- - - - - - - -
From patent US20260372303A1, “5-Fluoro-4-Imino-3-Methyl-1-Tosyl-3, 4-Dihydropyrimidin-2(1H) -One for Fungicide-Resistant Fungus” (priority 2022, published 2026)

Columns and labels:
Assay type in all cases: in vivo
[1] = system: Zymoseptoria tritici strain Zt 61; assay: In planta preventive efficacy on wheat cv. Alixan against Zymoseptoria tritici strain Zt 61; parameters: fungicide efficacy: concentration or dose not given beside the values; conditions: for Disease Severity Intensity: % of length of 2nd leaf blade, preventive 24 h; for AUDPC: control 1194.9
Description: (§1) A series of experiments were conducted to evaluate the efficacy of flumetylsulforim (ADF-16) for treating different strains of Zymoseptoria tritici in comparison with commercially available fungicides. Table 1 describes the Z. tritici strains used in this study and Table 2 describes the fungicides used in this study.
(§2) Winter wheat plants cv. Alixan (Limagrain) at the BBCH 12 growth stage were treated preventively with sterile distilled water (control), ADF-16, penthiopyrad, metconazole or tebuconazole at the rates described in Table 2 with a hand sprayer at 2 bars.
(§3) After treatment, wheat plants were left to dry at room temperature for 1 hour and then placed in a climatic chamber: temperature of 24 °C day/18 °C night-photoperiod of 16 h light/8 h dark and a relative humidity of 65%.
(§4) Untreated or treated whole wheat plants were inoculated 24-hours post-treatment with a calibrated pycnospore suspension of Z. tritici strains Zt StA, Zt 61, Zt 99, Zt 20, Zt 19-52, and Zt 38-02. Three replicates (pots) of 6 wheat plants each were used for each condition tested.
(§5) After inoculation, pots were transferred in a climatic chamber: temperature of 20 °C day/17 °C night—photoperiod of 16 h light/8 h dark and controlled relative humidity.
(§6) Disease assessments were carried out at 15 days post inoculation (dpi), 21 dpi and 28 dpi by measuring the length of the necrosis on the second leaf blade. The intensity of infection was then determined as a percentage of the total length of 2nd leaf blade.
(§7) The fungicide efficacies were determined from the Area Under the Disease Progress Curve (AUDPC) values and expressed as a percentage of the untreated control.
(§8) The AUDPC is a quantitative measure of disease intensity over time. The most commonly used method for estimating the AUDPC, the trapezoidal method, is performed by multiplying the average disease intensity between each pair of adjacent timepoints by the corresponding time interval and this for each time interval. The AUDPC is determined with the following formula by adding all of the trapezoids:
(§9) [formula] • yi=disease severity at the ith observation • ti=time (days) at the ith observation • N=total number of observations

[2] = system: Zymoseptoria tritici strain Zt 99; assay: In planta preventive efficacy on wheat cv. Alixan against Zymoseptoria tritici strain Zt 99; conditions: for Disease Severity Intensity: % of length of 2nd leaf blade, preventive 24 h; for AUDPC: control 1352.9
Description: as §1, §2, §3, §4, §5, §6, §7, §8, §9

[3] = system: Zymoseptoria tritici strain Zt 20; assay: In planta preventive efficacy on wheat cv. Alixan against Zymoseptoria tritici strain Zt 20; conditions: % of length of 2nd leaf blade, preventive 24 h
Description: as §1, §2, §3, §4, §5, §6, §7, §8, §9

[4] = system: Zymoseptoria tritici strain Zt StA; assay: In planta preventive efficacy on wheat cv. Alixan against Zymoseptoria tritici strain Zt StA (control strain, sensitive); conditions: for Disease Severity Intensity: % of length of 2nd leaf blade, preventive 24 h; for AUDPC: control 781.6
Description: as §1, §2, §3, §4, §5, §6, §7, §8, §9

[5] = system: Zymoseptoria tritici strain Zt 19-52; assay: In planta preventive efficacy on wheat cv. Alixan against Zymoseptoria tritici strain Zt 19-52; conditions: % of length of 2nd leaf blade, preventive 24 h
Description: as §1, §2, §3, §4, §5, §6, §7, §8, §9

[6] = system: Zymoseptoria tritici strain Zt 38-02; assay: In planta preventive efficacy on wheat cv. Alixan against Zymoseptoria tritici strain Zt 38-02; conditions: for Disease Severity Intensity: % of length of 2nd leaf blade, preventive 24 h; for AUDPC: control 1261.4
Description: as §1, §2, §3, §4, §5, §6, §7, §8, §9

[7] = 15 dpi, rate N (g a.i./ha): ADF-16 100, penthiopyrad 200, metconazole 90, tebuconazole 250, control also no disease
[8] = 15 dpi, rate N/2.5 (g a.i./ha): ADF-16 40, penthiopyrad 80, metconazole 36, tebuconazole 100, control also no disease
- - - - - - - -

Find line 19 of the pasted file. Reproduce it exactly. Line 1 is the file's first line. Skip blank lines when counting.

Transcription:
Description: as §1, §2, §3, §4, §5, §6, §7, §8, §9